Finger the fear out of me, I’m longing for your ease. My bigness consumed by your business. all that I am, delighting in your hands & the way they hold what is bitter so sweetly. My stinging nettles becoming something intriguing.
This poem and other works like it are available in my new book. Pre-orders open until Feb 1st for only 15$. You can order yours here.
I’ve always loved self-portraits. I think it was actually the reason I ever became invested in photography.
The ability to capture yourself in a raw, whole state. To see yourself objectively, as a subject. To think about how you want to portray yourself and work within how that actually comes across. It feels like a practice of proprioception – seeing how we come across vs. how it feels in ourselves.
My smile is never as big as it is in my head. A particular angle makes me look young. I think I am happy yet I look lost. It’s funny how self-portraiture has always made me feel foreign to myself as much as it has made me feel at home in myself as well.
I think that “selfie” culture, something I actively participate in, got somehow diluted. Our way of thinking about people when they are taking a picture of themselves is almost inherently negative, frowned upon. Seen as attention seeking, or somehow inappropriate. Somehow we have made a line in the sand between a selfie and a self portrait as if they aren’t the same affect. As if documenting ourselves and our own beauty and happiness and experience of life isn’t something to be celebrated.
I love the quality that comes from a real camera, like I can see the density of myself more with it. I like the privacy of it; of getting away from the epicentre of communication that is our phones; our perceptions of ourselves, of our places, of our faces.
I have an older DSLR camera and you cannot see the photo on the face of the screen. You have to look through the eyehole to see the picture. You have to trust your set up, have patience, be able to see yourself in half-formed ways immortalized in the between photos. I love the pile of books and rocks and odd objects I balance my camera on because I lost my tripod. I love the way lighting sometimes just fucking works. The moment you look at yourself immortalized exactly as you feel and realizing just how it is you feel once you see the photo.
I was self-conscious for so long about what people would think of someone who took so many photos of themselves. Am I a narcissist? Am I full of myself? Is there a reason for all of this? Is it really art? Does it need to be art?
I like the bags under my eyes. The red lipstick. My boyfriends sweater. That I’m sitting on a stack of books. That my hair feels like it belongs to a higher version of myself – like I was shedding half-lives when I cut it. That I don’t feel like I need to wear face makeup and that these are photos I will probably use as head shots and I love the idea that I’m getting over the “stigma” of taking my own head shots. That I can display so many parts of myself here and honour all of them. I love that I am excited.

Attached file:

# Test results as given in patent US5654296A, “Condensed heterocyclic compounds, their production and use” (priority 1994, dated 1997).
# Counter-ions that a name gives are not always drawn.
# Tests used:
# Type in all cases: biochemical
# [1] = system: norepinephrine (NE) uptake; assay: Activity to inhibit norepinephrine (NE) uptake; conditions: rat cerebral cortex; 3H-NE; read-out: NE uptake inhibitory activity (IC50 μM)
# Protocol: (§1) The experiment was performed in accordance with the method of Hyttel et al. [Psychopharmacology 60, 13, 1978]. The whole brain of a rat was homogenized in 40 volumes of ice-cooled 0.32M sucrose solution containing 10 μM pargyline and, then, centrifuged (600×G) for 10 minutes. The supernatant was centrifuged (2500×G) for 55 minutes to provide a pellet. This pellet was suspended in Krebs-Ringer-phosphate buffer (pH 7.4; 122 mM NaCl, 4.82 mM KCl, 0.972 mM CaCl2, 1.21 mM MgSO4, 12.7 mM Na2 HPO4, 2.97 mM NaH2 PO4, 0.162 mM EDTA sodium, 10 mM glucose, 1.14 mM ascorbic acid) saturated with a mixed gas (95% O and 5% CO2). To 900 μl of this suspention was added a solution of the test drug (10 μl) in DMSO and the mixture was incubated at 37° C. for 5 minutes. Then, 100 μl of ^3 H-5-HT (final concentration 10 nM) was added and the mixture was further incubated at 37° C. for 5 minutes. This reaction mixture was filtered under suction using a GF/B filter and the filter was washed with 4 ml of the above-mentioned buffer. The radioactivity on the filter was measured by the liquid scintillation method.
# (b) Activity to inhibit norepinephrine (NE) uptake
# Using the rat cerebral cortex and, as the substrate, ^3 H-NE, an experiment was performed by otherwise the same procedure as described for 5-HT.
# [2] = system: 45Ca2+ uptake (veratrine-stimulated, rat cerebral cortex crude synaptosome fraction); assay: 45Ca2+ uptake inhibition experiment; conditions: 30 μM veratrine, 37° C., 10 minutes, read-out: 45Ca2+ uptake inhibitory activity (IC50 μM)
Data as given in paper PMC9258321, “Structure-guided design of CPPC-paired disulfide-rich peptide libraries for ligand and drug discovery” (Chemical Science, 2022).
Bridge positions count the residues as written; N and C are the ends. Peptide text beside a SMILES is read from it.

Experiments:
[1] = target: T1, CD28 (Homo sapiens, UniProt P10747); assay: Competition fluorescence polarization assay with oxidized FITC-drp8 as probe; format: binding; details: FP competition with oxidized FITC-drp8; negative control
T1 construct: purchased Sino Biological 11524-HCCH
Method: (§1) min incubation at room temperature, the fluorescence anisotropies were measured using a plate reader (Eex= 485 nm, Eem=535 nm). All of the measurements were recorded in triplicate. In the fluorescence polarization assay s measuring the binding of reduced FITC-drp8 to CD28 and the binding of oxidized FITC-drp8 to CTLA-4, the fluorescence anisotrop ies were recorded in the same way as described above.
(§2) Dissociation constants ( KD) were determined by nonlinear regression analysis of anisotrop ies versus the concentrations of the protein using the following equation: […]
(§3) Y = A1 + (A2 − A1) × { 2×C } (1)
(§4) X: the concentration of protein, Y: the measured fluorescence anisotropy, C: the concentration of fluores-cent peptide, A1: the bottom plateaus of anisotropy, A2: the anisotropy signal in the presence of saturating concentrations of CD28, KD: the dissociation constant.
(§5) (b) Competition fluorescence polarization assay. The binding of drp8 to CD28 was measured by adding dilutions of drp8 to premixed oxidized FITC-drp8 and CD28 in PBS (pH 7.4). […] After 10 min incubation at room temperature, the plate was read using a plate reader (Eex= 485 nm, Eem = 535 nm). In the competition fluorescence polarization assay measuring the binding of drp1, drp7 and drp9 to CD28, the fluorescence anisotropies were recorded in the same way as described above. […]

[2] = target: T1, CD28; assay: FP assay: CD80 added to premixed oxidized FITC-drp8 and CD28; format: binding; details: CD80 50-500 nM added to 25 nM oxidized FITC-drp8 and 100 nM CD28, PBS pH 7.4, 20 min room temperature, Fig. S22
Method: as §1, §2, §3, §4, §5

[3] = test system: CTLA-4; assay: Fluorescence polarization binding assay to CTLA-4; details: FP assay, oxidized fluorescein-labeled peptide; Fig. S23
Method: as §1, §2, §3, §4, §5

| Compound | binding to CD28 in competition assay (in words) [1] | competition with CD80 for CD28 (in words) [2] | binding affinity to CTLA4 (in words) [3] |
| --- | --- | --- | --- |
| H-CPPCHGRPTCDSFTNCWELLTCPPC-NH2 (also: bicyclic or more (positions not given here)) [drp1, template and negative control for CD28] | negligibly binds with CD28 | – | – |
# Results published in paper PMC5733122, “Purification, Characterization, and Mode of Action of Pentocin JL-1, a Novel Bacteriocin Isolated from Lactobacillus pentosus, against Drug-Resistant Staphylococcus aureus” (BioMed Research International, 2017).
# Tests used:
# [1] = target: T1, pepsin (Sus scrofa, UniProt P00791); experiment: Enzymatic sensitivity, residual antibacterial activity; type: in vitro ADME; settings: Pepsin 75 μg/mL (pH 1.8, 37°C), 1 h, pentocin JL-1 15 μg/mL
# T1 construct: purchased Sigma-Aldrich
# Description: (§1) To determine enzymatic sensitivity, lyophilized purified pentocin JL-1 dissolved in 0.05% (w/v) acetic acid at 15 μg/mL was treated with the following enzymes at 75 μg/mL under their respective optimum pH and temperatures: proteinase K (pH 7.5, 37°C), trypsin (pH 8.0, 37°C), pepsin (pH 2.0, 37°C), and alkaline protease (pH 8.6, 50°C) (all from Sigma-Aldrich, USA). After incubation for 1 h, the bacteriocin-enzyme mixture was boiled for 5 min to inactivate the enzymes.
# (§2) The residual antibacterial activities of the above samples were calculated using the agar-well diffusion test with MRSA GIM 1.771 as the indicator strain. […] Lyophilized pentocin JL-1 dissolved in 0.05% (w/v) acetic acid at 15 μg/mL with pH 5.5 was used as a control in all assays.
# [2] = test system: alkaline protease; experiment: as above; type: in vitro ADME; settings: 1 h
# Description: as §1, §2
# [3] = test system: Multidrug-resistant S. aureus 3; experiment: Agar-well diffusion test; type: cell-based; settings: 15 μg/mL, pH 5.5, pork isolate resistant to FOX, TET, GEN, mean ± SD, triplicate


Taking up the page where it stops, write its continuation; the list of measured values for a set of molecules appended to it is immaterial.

I’m excited to take on one of my resolutions this year to take more photos with my real camera, and I’m happy to include myself in that process as well.
Embracing how we want to be seen. How we want to see ourselves. What we want our world to look like.
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A short story from my newest book Under The Callous
“yeah I don’t know man, I feel like, why would I want to sleep with someone you’ve slept with, and care about, when we live in a city of like… a couple million people, ya know? It just lacks, like… integrity.” I wiggle my fingers at this last sentence, and bring them together in a neat little tipi to illustrate that I have found the word I am looking for. That I give it a home in my palm.
“Hmm, I mean in a way I can’t say anything because I’ve done it. But I did it when I was denying that I’m a garbage human. Now I know I’m a garbage human.” There was conflict in her eyes, the insecurity she felt coagulating with the anger of the situation. I’m not sure I even know what the situation is or if we are discussing the potential of one. Wondering if either was justified. “I feel like she’s just doing it because she can.”
“Maybe. I can’t speak for her, obviously, but it seems like if you’ve talked about you liking him before and she knows that you’ve slept with him, then why even bother pursuing it? I think it would be different if there wasn’t any knowledge, or if she had had feelings for him before hand. But this seems almost like a seed was planted or something? And she has some like, competitive thing to prove to herself? Or maybe she isn’t even aware and is just insecure in the way that she’ll go after him because she knows he’s interested in someone else. Like a power ploy.” I was trying to justify the way she felt about the actions without giving away that I think she is the one who needs to do the work. That analyzations of others don’t amount to an understanding of your own feelings; feelings she would be in denial about until she could face them with something that would transform them.